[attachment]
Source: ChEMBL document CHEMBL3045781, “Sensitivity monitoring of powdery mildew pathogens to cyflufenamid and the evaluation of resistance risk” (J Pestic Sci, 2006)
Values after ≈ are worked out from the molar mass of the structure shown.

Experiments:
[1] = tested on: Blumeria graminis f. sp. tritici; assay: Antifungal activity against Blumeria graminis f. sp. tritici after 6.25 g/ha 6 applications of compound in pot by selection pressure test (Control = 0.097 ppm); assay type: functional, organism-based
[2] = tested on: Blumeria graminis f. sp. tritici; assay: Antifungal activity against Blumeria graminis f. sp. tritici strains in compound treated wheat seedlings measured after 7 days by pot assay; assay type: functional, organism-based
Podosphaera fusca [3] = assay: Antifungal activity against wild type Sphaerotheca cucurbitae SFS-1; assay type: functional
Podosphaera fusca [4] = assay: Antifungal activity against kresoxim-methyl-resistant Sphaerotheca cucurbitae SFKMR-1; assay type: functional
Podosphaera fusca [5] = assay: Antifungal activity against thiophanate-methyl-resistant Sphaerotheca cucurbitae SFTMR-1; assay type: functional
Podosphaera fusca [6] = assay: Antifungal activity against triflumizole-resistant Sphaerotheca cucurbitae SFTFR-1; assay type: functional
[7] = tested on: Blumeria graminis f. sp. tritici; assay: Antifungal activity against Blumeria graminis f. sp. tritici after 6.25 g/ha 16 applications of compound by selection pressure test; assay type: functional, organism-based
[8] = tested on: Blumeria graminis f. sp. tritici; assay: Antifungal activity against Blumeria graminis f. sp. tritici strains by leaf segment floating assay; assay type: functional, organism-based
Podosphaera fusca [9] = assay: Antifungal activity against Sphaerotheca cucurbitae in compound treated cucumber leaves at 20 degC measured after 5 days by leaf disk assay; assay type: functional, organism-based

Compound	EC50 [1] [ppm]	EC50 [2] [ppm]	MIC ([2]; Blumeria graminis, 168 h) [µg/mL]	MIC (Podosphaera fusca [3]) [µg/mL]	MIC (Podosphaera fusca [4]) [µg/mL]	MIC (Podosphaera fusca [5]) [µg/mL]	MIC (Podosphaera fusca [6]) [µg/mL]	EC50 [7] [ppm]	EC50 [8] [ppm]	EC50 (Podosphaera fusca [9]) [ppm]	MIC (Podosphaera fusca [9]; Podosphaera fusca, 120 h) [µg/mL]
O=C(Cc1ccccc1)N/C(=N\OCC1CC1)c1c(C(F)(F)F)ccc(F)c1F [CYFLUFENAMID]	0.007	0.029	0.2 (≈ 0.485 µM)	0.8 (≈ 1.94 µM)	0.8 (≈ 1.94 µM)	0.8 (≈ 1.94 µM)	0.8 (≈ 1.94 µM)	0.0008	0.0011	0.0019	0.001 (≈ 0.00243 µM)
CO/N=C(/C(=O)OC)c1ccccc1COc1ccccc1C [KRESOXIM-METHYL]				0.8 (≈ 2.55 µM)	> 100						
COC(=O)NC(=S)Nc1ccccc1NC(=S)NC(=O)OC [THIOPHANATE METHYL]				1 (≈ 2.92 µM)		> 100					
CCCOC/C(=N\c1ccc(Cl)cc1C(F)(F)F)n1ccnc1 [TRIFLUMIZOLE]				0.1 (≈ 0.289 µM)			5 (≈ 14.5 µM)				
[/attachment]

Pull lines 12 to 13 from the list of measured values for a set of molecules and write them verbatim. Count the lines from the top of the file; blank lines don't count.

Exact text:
Podosphaera fusca [9] = assay: Antifungal activity against Sphaerotheca cucurbitae in compound treated cucumber leaves at 20 degC measured after 5 days by leaf disk assay; assay type: functional, organism-based

Compound	EC50 [1] [ppm]	EC50 [2] [ppm]	MIC ([2]; Blumeria graminis, 168 h) [µg/mL]	MIC (Podosphaera fusca [3]) [µg/mL]	MIC (Podosphaera fusca [4]) [µg/mL]	MIC (Podosphaera fusca [5]) [µg/mL]	MIC (Podosphaera fusca [6]) [µg/mL]	EC50 [7] [ppm]	EC50 [8] [ppm]	EC50 (Podosphaera fusca [9]) [ppm]	MIC (Podosphaera fusca [9]; Podosphaera fusca, 120 h) [µg/mL]